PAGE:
In a couple of years, about a quarter of Liverpool’s students will attend a different school than they do now. At its Dec. 2 meeting, the Liverpool Central School District Board of Education voted to go ahead with redistricting. However, it won’t happen as soon as originally planned. “The board talked at length about the implementation date of September of 2014,” BOE President Patricia DeBona-Rosier said. “That date is fast approaching. Because we want to make sure this is done thoroughly and done well and we want to have sufficient time to make everyone informed, the board has come to a consensus. That consensus is that we will hold off on implementing this until the fall of 2015.”
With the arrival of Thanksgiving, the image of the Thanksgiving feast shared by the Plymouth colonists of Massachusetts and their Native American hosts during the winter of 1621 is often at the forefront of the imagination. The spirit of cooperation, mutual understanding and respect demonstrated by that event in the midst of the cultural interface between those two cultures is certainly one worth celebrating. As providence would have it, Onondaga Lake’s history illustrates that the imagination need not wander upon the far distant Massachusetts colony to envision such an event worth celebrating. Such a Thanksgiving feast took place in 1656 on the shore of Onondaga Lake.
The common core conundrum: Are the new standards the best thing to happen in education, or are they setting the bar too high for teachers and students?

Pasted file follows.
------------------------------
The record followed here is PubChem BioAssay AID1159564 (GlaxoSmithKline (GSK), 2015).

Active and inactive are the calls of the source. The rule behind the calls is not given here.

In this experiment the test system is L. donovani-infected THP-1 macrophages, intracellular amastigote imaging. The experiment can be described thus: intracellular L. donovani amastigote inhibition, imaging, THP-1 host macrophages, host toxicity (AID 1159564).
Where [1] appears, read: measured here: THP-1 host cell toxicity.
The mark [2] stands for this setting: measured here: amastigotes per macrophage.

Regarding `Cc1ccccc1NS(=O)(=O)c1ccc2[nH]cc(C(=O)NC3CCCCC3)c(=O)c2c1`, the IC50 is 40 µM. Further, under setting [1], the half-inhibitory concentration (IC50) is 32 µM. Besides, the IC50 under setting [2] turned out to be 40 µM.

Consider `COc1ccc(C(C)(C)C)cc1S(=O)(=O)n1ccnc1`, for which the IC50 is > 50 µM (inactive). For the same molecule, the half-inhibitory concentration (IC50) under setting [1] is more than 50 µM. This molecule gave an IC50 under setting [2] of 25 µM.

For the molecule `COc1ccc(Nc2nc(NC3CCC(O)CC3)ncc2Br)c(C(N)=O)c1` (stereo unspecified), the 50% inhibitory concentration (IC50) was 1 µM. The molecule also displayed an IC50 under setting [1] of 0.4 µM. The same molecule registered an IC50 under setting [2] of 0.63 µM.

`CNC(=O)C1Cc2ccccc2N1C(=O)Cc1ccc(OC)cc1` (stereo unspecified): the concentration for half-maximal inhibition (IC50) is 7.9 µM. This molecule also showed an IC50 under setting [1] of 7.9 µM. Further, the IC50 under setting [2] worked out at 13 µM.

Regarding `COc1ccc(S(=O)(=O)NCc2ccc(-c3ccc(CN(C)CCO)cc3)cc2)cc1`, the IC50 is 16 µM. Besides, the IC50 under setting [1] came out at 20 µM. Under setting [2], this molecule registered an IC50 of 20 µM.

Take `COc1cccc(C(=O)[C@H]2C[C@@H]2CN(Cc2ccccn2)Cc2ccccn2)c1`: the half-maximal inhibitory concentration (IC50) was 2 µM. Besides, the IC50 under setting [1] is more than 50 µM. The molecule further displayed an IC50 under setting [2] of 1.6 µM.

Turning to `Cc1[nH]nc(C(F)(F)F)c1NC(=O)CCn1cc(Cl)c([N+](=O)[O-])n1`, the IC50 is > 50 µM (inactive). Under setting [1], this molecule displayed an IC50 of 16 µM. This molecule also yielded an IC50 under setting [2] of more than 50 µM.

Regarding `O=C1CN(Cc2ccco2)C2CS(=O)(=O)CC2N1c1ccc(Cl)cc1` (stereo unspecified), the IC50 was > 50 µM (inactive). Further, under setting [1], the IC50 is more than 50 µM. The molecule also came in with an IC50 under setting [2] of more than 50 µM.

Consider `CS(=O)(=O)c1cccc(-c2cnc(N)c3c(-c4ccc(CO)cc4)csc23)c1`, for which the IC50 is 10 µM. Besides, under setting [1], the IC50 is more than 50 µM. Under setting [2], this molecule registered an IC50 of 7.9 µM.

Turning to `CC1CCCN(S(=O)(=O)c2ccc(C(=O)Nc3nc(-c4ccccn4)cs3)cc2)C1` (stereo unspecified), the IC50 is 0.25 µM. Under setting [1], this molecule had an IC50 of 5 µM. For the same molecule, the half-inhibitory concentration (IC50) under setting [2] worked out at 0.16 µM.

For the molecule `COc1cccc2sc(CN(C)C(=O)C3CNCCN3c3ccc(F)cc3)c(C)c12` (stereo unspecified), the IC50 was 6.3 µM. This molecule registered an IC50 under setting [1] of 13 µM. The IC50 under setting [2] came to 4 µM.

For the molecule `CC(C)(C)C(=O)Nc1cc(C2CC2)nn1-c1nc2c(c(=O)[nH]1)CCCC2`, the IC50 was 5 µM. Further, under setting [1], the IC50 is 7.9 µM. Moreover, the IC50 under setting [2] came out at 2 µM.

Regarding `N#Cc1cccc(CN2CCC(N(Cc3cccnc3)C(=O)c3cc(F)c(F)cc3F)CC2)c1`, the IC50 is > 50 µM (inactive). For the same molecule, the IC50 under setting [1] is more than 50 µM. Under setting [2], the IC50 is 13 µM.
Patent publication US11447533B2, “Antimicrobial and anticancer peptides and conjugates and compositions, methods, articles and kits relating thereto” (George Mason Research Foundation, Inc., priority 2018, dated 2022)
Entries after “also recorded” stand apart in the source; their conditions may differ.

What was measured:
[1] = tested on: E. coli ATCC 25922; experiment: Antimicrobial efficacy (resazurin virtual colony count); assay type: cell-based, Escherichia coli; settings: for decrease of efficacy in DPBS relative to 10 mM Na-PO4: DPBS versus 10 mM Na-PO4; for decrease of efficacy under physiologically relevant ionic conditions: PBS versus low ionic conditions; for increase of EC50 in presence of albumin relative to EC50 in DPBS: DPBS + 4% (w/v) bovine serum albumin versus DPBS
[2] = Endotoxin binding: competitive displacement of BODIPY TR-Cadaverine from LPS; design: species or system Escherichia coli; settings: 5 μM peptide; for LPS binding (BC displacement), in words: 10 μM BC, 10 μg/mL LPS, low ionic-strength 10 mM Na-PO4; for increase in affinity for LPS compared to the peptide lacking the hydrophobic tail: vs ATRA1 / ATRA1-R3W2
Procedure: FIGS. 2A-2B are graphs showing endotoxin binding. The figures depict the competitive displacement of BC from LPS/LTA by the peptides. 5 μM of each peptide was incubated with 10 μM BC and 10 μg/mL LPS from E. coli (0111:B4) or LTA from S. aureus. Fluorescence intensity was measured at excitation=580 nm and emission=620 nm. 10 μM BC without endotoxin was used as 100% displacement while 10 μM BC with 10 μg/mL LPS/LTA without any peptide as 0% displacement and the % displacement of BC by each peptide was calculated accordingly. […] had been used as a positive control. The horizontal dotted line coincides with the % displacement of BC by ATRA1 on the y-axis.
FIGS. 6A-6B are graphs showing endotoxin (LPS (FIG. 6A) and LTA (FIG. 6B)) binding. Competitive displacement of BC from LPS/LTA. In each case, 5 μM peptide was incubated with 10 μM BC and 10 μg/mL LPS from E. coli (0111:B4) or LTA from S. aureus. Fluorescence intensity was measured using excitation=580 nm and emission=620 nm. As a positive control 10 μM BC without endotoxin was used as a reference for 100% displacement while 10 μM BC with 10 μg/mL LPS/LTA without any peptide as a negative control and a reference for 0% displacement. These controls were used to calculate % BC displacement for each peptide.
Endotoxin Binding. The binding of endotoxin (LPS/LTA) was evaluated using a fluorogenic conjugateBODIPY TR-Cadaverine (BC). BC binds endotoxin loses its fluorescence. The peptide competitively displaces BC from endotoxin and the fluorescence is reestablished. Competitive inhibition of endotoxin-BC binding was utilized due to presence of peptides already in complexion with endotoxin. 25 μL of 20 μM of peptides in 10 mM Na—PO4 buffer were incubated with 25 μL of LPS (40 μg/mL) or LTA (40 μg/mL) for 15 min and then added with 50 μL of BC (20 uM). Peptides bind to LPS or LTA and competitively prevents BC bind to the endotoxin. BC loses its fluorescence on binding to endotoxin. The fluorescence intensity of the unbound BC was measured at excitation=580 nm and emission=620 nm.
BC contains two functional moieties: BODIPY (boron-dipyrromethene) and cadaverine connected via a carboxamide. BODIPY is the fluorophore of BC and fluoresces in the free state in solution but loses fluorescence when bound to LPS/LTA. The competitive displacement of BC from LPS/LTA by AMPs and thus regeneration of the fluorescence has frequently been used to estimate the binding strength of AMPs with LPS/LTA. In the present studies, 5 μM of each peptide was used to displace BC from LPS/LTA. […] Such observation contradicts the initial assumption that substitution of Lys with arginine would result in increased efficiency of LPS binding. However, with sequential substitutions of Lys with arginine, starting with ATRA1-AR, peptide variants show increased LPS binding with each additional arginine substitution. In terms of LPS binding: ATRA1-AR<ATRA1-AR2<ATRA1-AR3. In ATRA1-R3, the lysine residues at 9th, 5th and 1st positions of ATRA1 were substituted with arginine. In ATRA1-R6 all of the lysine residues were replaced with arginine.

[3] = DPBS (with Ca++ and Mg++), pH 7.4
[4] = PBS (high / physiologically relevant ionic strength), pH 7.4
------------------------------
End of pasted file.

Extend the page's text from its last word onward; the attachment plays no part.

Laura Leitch kept her daughter home from Nate Perry Elementary School last Monday. Leitch’s daughter wasn’t sick, nor was there a family emergency. She wasn’t playing hooky. No, Leitch kept her daughter home in protest of New York state’s Common Core education standards. “I have to say, the school is great and her teachers are wonderful,” Leitch said. “The reason I kept her home on Monday was strictly in protest of Common Core.”
At the Liverpool Central School District’s Board of Education meeting Monday, Nov. 18, the Redistricting Committee gave its final presentation to the board, offering recommendations on how to redraw the district’s lines for the first time in decades.
Last year, the North Syracuse Central School District released a strategic plan outlining the district’s goals for the next three years. However, according to Superintendent Annette Speach, many people felt the plan wasn’t working for the district. “The comments that I’ve gotten, the general feeling was that it encompassed too much and we weren’t able to prioritize,” Speach said. “We wanted something we could focus on for this year, something we could give everyone in the community — teachers, students, parents — as a common focus, at least for this year.” At its Nov. 4 meeting, the NSCSD Board of Education approved a new list of goals for the 2013-14 school year.
Liverpool High School’s Casting Hall will stage "The Laramie Project" at 7 p.m. Thursday, November 14, and Friday, November 15, at 7 p.m. in the LHS Auditorium. General admission tickets cost $8 and will be available at the door. Some people may find the subject matter and some of the specific language of the play unsuitable for children under the age of 13.